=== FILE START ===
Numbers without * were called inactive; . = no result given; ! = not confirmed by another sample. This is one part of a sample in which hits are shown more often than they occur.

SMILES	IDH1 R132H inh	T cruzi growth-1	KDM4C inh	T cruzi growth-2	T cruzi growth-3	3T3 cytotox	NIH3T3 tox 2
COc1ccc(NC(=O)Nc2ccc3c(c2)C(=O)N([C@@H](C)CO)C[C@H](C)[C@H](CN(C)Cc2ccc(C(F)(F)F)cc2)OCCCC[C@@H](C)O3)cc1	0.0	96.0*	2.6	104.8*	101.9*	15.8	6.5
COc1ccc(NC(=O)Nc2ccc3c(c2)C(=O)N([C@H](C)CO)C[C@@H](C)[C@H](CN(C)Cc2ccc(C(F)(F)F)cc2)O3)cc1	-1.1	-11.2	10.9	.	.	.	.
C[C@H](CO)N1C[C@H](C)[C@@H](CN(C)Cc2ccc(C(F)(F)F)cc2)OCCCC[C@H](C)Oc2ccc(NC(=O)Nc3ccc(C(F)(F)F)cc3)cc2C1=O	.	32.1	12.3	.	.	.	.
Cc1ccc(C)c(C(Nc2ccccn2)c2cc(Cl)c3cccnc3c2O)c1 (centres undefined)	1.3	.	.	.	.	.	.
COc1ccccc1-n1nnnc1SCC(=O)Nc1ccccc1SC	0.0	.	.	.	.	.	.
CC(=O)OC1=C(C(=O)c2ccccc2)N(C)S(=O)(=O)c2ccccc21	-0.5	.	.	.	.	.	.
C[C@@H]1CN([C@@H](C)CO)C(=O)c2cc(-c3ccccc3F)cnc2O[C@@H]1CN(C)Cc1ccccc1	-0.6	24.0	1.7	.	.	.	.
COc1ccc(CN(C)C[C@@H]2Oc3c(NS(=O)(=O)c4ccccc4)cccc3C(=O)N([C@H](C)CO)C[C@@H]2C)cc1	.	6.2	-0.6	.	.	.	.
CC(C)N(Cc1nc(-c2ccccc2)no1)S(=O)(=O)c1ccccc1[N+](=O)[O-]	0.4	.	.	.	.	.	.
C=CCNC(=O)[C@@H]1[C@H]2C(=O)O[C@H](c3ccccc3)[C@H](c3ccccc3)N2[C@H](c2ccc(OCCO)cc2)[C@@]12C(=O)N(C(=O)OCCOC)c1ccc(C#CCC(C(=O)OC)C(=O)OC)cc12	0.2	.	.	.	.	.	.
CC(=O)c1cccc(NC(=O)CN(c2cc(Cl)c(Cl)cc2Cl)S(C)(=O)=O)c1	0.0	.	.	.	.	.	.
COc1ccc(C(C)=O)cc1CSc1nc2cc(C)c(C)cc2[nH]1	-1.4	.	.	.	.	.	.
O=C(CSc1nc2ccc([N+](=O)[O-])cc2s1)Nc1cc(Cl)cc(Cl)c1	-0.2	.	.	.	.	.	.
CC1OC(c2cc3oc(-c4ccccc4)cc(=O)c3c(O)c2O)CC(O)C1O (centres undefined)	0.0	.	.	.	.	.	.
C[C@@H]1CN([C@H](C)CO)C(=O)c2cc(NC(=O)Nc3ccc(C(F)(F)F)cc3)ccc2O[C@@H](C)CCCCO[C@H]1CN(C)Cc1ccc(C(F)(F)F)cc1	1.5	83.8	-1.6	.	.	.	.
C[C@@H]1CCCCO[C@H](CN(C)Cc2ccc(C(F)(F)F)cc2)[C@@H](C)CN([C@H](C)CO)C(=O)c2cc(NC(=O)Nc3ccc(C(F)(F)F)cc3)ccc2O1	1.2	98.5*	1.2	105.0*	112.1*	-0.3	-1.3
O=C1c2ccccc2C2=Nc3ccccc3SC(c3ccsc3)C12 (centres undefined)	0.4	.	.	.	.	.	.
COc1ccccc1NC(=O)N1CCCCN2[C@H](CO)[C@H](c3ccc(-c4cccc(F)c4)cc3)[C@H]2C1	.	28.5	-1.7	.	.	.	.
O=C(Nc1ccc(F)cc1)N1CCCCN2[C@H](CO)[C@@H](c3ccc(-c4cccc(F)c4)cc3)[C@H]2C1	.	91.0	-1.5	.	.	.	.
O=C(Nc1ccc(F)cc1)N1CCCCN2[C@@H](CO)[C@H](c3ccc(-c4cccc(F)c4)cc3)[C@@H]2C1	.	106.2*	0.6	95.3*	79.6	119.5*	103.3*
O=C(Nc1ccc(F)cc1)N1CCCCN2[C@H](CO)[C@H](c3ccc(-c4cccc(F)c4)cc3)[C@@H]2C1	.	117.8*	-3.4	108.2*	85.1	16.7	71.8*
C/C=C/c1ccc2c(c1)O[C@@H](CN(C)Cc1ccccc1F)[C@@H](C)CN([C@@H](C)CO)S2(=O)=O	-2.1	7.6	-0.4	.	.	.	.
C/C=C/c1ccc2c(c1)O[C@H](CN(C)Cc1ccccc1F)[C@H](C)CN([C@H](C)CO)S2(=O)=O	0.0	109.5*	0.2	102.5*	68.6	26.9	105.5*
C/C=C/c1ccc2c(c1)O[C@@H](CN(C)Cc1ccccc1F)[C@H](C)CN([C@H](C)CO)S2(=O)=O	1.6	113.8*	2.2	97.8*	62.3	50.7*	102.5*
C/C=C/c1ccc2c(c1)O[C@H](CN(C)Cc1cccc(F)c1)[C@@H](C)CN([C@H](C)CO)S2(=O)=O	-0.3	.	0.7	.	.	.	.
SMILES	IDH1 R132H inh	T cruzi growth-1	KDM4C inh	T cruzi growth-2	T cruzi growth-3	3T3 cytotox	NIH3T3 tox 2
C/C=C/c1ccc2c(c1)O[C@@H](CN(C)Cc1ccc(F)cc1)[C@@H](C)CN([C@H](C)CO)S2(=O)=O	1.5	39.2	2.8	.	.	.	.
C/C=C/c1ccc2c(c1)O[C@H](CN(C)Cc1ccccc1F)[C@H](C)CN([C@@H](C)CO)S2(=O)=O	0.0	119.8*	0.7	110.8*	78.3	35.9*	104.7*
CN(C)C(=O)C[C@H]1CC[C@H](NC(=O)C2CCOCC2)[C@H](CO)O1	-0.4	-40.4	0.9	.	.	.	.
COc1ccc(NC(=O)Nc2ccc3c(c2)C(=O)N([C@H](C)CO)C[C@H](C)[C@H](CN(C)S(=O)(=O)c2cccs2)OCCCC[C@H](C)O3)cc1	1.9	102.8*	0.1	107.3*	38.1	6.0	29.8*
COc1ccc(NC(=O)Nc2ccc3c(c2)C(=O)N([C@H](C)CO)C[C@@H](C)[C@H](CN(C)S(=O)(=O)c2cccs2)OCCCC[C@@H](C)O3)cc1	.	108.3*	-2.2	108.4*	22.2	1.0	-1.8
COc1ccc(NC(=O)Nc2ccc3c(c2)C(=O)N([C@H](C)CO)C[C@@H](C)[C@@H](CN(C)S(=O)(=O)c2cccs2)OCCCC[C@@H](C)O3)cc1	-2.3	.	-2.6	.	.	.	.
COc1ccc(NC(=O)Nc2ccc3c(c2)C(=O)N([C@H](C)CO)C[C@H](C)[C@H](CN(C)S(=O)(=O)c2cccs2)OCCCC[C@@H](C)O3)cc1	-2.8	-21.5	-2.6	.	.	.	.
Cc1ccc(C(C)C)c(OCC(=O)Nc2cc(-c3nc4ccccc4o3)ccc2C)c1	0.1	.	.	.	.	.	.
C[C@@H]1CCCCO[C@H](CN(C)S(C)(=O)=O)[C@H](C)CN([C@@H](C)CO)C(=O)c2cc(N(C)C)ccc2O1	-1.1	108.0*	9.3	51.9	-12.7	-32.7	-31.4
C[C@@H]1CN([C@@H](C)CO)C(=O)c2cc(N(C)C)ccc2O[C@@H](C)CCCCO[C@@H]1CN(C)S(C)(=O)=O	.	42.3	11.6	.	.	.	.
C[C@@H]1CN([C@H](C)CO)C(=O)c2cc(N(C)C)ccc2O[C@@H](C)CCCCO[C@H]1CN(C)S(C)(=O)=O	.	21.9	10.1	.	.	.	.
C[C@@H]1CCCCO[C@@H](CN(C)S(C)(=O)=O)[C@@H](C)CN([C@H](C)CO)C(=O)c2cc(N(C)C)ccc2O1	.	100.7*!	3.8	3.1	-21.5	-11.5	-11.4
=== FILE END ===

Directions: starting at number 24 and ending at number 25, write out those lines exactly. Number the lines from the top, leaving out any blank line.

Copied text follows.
C/C=C/c1ccc2c(c1)O[C@@H](CN(C)Cc1ccccc1F)[C@@H](C)CN([C@@H](C)CO)S2(=O)=O	-2.1	7.6	-0.4	.	.	.	.
C/C=C/c1ccc2c(c1)O[C@H](CN(C)Cc1ccccc1F)[C@H](C)CN([C@H](C)CO)S2(=O)=O	0.0	109.5*	0.2	102.5*	68.6	26.9	105.5*